‘Some of his methods were questionable, to say the least’ - Spillane on Roeder and the Tweedledee tag
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Labelling two of your own players Tweedledee and Tweedledum was one of the more infamous moments of Glenn Roeder’s controversial spell as Norwich City manager – but one of the ‘victims’ says it was no laughing matter.
Michael Spillane and Chris Martin felt the sharp end of Roeder’s tongue as he sent them off on loan to Luton Town at the beginning of the 2089-09 season.
The Hatters were 30 points adrift in League Two thanks to the imposition of penalties for financial misdemeanours.
Spillane and Martin had the last laugh – they were in Luton’s successful Johnstones Paint Trophy final team at Wembley and by the time they returned to Carrow Road, Roeder was long gone, sacked with City fourth bottom of the Championship.
Spillane hasn’t forgotten – nor, it seems, forgiven, his former boss.
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“I personally didn’t get on with Glenn Roeder at all,” said Spillane.
“I think a lot of the players didn’t get on with him and I thought some of his methods were questionable, to say the least. But that is looking at it is as a player. Even now, a bit older and bit mature and know how football works a bit more and I would still question that whereas other times I think other managers you question at the time and think ‘this is unfair’ but when you get older you realise they were probably right.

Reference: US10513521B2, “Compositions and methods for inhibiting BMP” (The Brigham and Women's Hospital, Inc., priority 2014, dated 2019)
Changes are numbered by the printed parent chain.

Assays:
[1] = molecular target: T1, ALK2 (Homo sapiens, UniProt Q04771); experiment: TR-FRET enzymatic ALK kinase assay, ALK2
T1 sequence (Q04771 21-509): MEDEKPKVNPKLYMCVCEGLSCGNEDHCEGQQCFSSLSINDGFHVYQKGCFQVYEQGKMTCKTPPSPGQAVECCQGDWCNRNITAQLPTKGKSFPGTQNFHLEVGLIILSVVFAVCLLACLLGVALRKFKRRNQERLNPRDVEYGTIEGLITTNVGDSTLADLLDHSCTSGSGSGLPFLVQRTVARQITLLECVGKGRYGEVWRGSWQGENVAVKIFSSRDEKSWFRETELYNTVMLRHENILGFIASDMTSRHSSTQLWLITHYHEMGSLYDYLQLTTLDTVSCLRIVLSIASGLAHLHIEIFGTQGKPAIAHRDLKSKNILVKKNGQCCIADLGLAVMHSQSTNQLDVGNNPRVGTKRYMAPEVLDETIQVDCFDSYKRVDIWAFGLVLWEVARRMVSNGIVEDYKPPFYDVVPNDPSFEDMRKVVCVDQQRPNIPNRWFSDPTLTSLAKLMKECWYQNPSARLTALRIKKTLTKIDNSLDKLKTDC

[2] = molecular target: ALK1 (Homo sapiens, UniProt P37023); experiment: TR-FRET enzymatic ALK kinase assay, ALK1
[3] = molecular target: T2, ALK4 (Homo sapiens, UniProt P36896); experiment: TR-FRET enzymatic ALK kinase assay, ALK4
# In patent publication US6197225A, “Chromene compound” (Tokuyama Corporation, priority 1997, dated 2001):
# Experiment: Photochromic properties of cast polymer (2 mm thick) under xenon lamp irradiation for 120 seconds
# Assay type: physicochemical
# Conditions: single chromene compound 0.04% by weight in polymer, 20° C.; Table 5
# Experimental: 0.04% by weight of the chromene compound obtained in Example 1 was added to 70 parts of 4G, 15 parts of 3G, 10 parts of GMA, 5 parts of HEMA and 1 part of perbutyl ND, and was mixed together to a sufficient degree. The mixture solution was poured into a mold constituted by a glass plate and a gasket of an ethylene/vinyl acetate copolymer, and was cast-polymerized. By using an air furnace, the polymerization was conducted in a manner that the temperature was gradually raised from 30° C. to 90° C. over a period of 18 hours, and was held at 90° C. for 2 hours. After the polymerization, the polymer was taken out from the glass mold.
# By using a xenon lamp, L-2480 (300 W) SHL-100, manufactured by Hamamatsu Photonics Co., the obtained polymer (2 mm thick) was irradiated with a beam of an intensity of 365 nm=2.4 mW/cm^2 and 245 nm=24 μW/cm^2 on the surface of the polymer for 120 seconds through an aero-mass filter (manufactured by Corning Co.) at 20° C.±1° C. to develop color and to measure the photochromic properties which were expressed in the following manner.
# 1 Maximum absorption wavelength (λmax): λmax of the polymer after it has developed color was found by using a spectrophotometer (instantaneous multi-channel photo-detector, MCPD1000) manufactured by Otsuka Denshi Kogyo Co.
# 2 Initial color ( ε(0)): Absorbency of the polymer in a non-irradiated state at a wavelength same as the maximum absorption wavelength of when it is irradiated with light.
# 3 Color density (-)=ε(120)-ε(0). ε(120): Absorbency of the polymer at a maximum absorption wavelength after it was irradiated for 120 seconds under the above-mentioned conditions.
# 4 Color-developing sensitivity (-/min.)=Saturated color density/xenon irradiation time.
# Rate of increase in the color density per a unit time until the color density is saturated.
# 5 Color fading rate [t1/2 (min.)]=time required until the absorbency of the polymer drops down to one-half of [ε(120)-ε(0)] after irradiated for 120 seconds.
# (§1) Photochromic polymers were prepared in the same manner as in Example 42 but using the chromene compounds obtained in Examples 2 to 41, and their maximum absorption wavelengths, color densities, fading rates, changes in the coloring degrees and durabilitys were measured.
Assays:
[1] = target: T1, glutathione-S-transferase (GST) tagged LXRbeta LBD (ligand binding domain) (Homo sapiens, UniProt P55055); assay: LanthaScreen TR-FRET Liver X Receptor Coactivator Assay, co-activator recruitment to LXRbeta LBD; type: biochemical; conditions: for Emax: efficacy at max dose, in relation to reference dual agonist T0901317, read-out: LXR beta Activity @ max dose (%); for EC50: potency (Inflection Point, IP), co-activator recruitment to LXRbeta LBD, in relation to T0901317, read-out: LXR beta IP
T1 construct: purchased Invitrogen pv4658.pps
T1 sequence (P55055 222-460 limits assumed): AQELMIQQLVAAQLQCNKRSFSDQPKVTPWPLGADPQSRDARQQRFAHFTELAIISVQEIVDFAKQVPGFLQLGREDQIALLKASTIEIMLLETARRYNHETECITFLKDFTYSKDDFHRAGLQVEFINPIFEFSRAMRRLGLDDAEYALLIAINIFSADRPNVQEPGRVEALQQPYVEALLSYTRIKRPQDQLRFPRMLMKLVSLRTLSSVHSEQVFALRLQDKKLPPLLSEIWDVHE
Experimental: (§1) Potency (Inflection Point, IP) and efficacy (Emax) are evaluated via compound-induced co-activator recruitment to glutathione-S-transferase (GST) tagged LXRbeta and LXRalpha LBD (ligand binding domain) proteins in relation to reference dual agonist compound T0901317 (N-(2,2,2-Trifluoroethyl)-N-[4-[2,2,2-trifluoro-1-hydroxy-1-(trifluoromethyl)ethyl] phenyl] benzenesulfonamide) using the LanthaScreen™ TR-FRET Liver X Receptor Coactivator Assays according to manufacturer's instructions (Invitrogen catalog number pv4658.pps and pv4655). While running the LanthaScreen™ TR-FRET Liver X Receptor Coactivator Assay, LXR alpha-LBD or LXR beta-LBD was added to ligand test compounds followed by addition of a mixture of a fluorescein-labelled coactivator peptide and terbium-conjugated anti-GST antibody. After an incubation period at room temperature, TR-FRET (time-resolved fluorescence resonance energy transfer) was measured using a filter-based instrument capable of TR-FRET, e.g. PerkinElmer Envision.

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“In terms of Glenn Roeder, I wouldn’t say I would take many leaves out of his book now it has come to me going over to the coaching side.
“But yes, he had his own thoughts and processes and it was hard for me as a young lad. He came out in the paper and called me and Chris Martin Tweedledee and Tweedledum. At that age that name stuck a little bit, but it is what it is now and you move on.”
Spillane, 31, now a player-coach at Chelmsford City, said his time at Luton was one of the best spells of his playing career, before he returned to City for the start of the 2009-10 season, which started with Bryan Gunn as manager, but quickly moved on to Paul Lambert. After starting 10 League One games that season, City accepted an offer from Brentford.
“I went to see Paul Lambert and he was good as gold,” said Spillane, speaking to The ClaretArmy Podcast. “He said, ‘look, it is not a case of us wanting you to leave, we have accepted the offer, you are not going to be first choice, you are going to be fighting for your place. To carry on working under Paul Lambert, who was a brilliant manager, probably would have been a better choice, but when you are young you just want to play and you don’t have a lot of patience in terms of waiting around.”